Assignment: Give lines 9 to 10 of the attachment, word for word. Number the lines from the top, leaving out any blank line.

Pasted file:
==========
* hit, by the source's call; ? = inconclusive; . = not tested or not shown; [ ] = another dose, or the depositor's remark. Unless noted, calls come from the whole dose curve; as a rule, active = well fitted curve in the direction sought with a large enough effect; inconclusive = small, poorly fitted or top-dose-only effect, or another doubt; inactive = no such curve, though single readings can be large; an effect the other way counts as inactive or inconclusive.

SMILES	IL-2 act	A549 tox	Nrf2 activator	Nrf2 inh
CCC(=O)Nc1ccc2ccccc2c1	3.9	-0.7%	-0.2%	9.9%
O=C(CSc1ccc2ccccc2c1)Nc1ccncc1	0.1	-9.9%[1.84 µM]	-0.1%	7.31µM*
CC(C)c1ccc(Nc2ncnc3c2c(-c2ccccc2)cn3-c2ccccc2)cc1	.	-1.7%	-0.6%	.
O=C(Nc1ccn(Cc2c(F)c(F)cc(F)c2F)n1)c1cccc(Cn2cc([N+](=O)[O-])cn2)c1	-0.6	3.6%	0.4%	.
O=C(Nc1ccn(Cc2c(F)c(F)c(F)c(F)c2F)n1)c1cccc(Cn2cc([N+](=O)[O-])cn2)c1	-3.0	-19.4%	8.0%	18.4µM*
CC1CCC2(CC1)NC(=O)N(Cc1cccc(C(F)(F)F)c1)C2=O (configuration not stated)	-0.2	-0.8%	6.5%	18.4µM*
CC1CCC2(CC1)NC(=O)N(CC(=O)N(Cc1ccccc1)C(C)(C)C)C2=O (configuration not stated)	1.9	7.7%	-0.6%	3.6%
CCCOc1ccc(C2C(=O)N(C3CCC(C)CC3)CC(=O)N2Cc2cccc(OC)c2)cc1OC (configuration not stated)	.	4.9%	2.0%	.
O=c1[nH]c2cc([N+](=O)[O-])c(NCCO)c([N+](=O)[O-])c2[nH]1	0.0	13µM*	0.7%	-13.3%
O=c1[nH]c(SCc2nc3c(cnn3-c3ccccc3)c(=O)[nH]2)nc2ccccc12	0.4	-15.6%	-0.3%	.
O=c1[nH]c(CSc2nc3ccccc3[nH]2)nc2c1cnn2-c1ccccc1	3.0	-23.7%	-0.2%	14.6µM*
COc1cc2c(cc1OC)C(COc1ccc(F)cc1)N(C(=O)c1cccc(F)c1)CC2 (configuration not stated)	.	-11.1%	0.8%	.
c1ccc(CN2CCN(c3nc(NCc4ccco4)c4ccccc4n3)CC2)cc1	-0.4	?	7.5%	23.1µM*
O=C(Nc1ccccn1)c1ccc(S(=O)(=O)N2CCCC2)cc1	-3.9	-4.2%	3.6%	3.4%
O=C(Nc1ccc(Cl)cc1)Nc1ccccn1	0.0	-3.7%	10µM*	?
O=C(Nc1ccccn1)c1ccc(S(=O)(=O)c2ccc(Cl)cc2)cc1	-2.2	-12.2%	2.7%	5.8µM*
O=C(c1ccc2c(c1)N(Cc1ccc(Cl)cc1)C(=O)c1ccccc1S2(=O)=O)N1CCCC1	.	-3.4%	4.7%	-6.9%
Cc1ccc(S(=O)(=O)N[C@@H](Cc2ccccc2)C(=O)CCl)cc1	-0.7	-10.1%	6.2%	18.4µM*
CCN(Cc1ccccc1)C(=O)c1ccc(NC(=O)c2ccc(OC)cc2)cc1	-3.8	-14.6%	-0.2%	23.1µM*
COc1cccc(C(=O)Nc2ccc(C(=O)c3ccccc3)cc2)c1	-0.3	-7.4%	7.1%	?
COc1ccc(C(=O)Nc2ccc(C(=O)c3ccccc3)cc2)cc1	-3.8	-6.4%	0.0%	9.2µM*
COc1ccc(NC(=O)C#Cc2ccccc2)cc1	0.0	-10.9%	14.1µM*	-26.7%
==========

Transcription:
CC1CCC2(CC1)NC(=O)N(CC(=O)N(Cc1ccccc1)C(C)(C)C)C2=O (configuration not stated)	1.9	7.7%	-0.6%	3.6%
CCCOc1ccc(C2C(=O)N(C3CCC(C)CC3)CC(=O)N2Cc2cccc(OC)c2)cc1OC (configuration not stated)	.	4.9%	2.0%	.